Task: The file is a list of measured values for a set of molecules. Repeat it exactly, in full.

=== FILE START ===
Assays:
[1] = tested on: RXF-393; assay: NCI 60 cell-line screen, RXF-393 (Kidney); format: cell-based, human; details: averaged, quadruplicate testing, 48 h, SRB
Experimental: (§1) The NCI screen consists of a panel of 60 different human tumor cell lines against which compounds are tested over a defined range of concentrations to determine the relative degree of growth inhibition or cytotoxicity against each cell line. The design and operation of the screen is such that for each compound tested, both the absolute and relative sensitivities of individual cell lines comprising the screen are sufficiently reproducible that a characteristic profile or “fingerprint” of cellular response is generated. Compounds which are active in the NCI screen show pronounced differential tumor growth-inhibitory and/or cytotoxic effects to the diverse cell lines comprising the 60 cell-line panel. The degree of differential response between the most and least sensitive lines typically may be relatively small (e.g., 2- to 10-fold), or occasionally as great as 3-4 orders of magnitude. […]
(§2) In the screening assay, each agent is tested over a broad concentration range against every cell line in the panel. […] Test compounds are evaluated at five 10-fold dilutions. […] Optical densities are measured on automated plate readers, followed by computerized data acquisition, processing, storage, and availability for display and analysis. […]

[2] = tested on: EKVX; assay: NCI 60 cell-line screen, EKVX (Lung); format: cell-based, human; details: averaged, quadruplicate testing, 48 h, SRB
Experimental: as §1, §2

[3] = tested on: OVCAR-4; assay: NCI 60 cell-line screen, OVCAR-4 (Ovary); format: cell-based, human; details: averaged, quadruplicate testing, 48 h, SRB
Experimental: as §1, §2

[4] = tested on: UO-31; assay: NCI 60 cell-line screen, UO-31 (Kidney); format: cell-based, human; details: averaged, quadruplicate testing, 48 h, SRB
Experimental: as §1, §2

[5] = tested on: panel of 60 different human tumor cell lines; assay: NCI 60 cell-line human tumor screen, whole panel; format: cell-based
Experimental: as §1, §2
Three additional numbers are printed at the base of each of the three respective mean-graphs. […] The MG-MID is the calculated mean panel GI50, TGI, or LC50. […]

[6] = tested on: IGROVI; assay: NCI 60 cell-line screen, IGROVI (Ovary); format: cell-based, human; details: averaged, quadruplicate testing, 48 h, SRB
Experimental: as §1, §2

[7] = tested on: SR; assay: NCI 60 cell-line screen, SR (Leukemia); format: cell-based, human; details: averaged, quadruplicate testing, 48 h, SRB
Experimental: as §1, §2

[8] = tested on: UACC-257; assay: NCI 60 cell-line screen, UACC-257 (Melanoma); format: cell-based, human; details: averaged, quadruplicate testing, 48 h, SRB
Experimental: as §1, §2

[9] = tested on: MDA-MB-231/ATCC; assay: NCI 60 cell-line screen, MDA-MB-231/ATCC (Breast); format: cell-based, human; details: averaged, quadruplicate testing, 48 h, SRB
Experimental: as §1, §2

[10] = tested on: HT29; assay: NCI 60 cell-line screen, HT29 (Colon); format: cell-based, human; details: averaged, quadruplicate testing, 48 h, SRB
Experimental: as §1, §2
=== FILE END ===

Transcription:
Assays:
[1] = tested on: RXF-393; assay: NCI 60 cell-line screen, RXF-393 (Kidney); format: cell-based, human; details: averaged, quadruplicate testing, 48 h, SRB
Experimental: (§1) The NCI screen consists of a panel of 60 different human tumor cell lines against which compounds are tested over a defined range of concentrations to determine the relative degree of growth inhibition or cytotoxicity against each cell line. The design and operation of the screen is such that for each compound tested, both the absolute and relative sensitivities of individual cell lines comprising the screen are sufficiently reproducible that a characteristic profile or “fingerprint” of cellular response is generated. Compounds which are active in the NCI screen show pronounced differential tumor growth-inhibitory and/or cytotoxic effects to the diverse cell lines comprising the 60 cell-line panel. The degree of differential response between the most and least sensitive lines typically may be relatively small (e.g., 2- to 10-fold), or occasionally as great as 3-4 orders of magnitude. […]
(§2) In the screening assay, each agent is tested over a broad concentration range against every cell line in the panel. […] Test compounds are evaluated at five 10-fold dilutions. […] Optical densities are measured on automated plate readers, followed by computerized data acquisition, processing, storage, and availability for display and analysis. […]

[2] = tested on: EKVX; assay: NCI 60 cell-line screen, EKVX (Lung); format: cell-based, human; details: averaged, quadruplicate testing, 48 h, SRB
Experimental: as §1, §2

[3] = tested on: OVCAR-4; assay: NCI 60 cell-line screen, OVCAR-4 (Ovary); format: cell-based, human; details: averaged, quadruplicate testing, 48 h, SRB
Experimental: as §1, §2

[4] = tested on: UO-31; assay: NCI 60 cell-line screen, UO-31 (Kidney); format: cell-based, human; details: averaged, quadruplicate testing, 48 h, SRB
Experimental: as §1, §2

[5] = tested on: panel of 60 different human tumor cell lines; assay: NCI 60 cell-line human tumor screen, whole panel; format: cell-based
Experimental: as §1, §2
Three additional numbers are printed at the base of each of the three respective mean-graphs. […] The MG-MID is the calculated mean panel GI50, TGI, or LC50. […]

[6] = tested on: IGROVI; assay: NCI 60 cell-line screen, IGROVI (Ovary); format: cell-based, human; details: averaged, quadruplicate testing, 48 h, SRB
Experimental: as §1, §2

[7] = tested on: SR; assay: NCI 60 cell-line screen, SR (Leukemia); format: cell-based, human; details: averaged, quadruplicate testing, 48 h, SRB
Experimental: as §1, §2

[8] = tested on: UACC-257; assay: NCI 60 cell-line screen, UACC-257 (Melanoma); format: cell-based, human; details: averaged, quadruplicate testing, 48 h, SRB
Experimental: as §1, §2

[9] = tested on: MDA-MB-231/ATCC; assay: NCI 60 cell-line screen, MDA-MB-231/ATCC (Breast); format: cell-based, human; details: averaged, quadruplicate testing, 48 h, SRB
Experimental: as §1, §2

[10] = tested on: HT29; assay: NCI 60 cell-line screen, HT29 (Colon); format: cell-based, human; details: averaged, quadruplicate testing, 48 h, SRB
Experimental: as §1, §2